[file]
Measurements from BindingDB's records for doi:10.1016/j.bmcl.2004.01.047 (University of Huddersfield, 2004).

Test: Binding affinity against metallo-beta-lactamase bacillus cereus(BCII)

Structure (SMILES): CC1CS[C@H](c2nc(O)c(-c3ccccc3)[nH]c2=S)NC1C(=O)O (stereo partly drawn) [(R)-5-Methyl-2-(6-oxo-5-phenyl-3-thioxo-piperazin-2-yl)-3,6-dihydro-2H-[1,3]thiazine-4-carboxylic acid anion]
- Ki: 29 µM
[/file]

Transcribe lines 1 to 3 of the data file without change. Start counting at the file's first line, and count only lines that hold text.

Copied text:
Measurements from BindingDB's records for doi:10.1016/j.bmcl.2004.01.047 (University of Huddersfield, 2004).

Test: Binding affinity against metallo-beta-lactamase bacillus cereus(BCII)

Structure (SMILES): CC1CS[C@H](c2nc(O)c(-c3ccccc3)[nH]c2=S)NC1C(=O)O (stereo partly drawn) [(R)-5-Methyl-2-(6-oxo-5-phenyl-3-thioxo-piperazin-2-yl)-3,6-dihydro-2H-[1,3]thiazine-4-carboxylic acid anion]